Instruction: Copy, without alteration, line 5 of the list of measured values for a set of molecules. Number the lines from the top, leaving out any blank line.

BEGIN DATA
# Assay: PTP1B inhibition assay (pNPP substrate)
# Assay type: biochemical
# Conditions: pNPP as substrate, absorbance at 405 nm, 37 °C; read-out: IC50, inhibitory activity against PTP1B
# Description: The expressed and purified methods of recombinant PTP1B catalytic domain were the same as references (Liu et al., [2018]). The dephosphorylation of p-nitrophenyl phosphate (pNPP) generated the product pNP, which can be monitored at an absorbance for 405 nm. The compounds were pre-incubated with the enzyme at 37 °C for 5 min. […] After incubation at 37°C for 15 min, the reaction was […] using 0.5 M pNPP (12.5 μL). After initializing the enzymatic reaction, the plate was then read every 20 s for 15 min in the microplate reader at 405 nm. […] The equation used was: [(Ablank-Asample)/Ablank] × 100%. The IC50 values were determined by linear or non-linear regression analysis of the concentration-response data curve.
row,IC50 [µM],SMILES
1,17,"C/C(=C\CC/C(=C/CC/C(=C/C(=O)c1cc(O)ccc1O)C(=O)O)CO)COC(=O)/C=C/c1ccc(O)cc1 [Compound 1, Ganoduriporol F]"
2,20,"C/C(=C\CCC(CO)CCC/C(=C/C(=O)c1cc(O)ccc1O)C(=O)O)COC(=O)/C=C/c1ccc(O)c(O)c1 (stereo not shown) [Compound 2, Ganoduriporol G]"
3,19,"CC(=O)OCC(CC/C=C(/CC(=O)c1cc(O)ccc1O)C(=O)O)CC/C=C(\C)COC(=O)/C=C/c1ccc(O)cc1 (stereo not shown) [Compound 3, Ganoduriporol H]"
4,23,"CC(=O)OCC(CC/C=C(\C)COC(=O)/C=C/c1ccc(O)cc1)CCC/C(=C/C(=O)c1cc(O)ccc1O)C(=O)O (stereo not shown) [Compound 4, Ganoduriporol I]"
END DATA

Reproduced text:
row,IC50 [µM],SMILES